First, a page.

59. Misty Farris

    Great tips! I don’t know why I never thought about having my dog carry a pack. It will definitely make our trip a little more comfortable for me.

  60. Kayla Lussier

    When hiking with my dog, I always be sure to bring plenty of water and treats for the longer hikes. I also be sure to hike in areas safe for both me and my dog. Keep an eye on ticks by keeping my dog out of heavy wooded areas or brush.

  61. Kevin

    I’ve got a three legged dog. So I’m always looking to avoid broken glass. Else he becomes a temporary two legged dog. So when you see any graffiti,it’s not uncommon for broken bottles to be near. “Party Area” …

  62. Cheryl Butchko

    My dogs love the outdoors and I can’t wait to introduce my new puppy to it as well. He’s going to be a much bigger dog so we’re going to need a bigger backpack.

  63. Kathryn S

    My dog absolutely loves to hike. These are great tips! They are all so important. I always pack water and a travel water bowl that clips right to my jeans.

  64. Pam

    All great tips!! My new puppy is going to be a rock star hiker and this check list will be a big help to make sure we are fully prepared.

  65. Susan P.

    So far we’ve taken the dog on short hikes and carry water and treats as well as poop bags. Nothing worse than poop o the trail!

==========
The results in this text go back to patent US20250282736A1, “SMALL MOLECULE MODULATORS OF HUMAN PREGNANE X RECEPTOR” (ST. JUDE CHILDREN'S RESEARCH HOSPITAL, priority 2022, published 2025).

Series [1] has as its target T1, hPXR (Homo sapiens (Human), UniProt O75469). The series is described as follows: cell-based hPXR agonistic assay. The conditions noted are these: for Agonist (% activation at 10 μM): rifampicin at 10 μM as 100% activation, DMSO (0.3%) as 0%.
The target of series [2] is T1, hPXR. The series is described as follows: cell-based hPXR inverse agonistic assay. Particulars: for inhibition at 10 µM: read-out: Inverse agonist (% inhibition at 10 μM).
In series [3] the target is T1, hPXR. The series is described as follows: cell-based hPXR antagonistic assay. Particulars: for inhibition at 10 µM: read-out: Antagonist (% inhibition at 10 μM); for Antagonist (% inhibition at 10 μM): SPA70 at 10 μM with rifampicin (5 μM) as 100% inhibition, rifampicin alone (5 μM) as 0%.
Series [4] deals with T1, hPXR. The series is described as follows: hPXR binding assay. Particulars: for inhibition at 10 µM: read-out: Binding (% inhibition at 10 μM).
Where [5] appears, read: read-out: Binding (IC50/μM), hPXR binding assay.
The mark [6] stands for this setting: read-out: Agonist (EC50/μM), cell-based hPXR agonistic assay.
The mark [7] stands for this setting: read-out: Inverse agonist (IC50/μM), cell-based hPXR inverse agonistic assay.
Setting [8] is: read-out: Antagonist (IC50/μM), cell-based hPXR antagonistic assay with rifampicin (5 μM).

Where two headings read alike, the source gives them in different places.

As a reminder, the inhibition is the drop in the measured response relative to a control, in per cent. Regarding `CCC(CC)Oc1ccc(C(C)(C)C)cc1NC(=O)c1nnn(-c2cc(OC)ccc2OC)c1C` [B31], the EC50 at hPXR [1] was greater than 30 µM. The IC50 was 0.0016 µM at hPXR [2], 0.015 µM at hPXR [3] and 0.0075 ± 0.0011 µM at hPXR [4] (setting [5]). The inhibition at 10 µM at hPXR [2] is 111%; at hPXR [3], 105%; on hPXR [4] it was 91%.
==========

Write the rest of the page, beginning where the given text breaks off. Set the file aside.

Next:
66. Linda S Davison

    Great list of information when hiking with your dog. I always pick up my dogs poop and other poop left by other careless dog owners. I put in doggie poop bag then a ziplock bag. Dogs pass parvovirus and other diseases though their poop, so important to make sure your dog is up-to-date being vaccinated. My lab carries a pack too which helps my upper spine.

  67. Mea Kring

    This is a great article! I go hiking with my Sammy, an American Eskimo every weekend, weather permitting. I always bought plenty of water, treats and such but I will incorporate him carrying his own things, like I do me. He will feel more rewarded and it is great to get him working as well. I pay special attention to the trails with my little guy due to many copperheads in our area so safety is also a must! Thanks for the info!! I learned much.